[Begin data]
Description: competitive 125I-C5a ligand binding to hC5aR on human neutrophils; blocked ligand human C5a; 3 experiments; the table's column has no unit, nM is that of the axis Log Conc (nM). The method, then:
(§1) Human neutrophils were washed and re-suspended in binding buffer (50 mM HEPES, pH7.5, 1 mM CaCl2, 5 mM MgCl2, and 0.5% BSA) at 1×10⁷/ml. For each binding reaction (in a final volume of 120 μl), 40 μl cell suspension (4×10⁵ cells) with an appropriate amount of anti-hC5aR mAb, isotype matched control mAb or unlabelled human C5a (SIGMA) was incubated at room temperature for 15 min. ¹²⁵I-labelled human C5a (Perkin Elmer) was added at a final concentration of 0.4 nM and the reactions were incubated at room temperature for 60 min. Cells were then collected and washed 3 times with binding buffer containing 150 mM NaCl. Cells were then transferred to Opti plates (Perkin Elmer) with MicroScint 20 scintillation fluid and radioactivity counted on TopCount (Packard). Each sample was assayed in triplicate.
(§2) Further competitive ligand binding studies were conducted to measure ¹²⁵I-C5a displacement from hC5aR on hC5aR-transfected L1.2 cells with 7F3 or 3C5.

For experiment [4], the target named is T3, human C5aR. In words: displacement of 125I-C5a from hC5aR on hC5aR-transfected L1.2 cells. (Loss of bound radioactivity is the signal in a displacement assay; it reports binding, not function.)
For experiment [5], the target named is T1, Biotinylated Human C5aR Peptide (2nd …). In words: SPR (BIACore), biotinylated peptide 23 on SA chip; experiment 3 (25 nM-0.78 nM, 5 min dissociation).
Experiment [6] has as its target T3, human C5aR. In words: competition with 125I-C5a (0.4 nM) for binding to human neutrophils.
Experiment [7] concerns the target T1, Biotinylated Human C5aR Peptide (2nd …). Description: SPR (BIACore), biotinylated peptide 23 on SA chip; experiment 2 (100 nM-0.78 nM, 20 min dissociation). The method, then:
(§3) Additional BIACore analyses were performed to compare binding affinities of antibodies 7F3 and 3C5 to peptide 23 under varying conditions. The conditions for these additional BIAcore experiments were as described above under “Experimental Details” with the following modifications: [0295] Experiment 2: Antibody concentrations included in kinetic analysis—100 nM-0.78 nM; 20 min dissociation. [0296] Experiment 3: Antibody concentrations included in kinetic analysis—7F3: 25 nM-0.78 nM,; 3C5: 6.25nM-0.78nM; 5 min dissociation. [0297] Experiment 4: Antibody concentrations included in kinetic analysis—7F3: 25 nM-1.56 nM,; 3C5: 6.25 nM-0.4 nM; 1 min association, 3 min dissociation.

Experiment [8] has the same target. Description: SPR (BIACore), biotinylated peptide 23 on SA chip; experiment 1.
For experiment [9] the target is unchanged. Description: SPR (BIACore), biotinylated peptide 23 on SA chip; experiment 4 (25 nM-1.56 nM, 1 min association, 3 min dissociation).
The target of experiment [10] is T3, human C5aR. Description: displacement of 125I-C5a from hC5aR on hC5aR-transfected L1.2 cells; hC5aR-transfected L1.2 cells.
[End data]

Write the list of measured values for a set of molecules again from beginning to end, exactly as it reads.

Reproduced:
Description: competitive 125I-C5a ligand binding to hC5aR on human neutrophils; blocked ligand human C5a; 3 experiments; the table's column has no unit, nM is that of the axis Log Conc (nM). The method, then:
(§1) Human neutrophils were washed and re-suspended in binding buffer (50 mM HEPES, pH7.5, 1 mM CaCl2, 5 mM MgCl2, and 0.5% BSA) at 1×10⁷/ml. For each binding reaction (in a final volume of 120 μl), 40 μl cell suspension (4×10⁵ cells) with an appropriate amount of anti-hC5aR mAb, isotype matched control mAb or unlabelled human C5a (SIGMA) was incubated at room temperature for 15 min. ¹²⁵I-labelled human C5a (Perkin Elmer) was added at a final concentration of 0.4 nM and the reactions were incubated at room temperature for 60 min. Cells were then collected and washed 3 times with binding buffer containing 150 mM NaCl. Cells were then transferred to Opti plates (Perkin Elmer) with MicroScint 20 scintillation fluid and radioactivity counted on TopCount (Packard). Each sample was assayed in triplicate.
(§2) Further competitive ligand binding studies were conducted to measure ¹²⁵I-C5a displacement from hC5aR on hC5aR-transfected L1.2 cells with 7F3 or 3C5.

For experiment [4], the target named is T3, human C5aR. In words: displacement of 125I-C5a from hC5aR on hC5aR-transfected L1.2 cells. (Loss of bound radioactivity is the signal in a displacement assay; it reports binding, not function.)
For experiment [5], the target named is T1, Biotinylated Human C5aR Peptide (2nd …). In words: SPR (BIACore), biotinylated peptide 23 on SA chip; experiment 3 (25 nM-0.78 nM, 5 min dissociation).
Experiment [6] has as its target T3, human C5aR. In words: competition with 125I-C5a (0.4 nM) for binding to human neutrophils.
Experiment [7] concerns the target T1, Biotinylated Human C5aR Peptide (2nd …). Description: SPR (BIACore), biotinylated peptide 23 on SA chip; experiment 2 (100 nM-0.78 nM, 20 min dissociation). The method, then:
(§3) Additional BIACore analyses were performed to compare binding affinities of antibodies 7F3 and 3C5 to peptide 23 under varying conditions. The conditions for these additional BIAcore experiments were as described above under “Experimental Details” with the following modifications: [0295] Experiment 2: Antibody concentrations included in kinetic analysis—100 nM-0.78 nM; 20 min dissociation. [0296] Experiment 3: Antibody concentrations included in kinetic analysis—7F3: 25 nM-0.78 nM,; 3C5: 6.25nM-0.78nM; 5 min dissociation. [0297] Experiment 4: Antibody concentrations included in kinetic analysis—7F3: 25 nM-1.56 nM,; 3C5: 6.25 nM-0.4 nM; 1 min association, 3 min dissociation.

Experiment [8] has the same target. Description: SPR (BIACore), biotinylated peptide 23 on SA chip; experiment 1.
For experiment [9] the target is unchanged. Description: SPR (BIACore), biotinylated peptide 23 on SA chip; experiment 4 (25 nM-1.56 nM, 1 min association, 3 min dissociation).
The target of experiment [10] is T3, human C5aR. Description: displacement of 125I-C5a from hC5aR on hC5aR-transfected L1.2 cells; hC5aR-transfected L1.2 cells.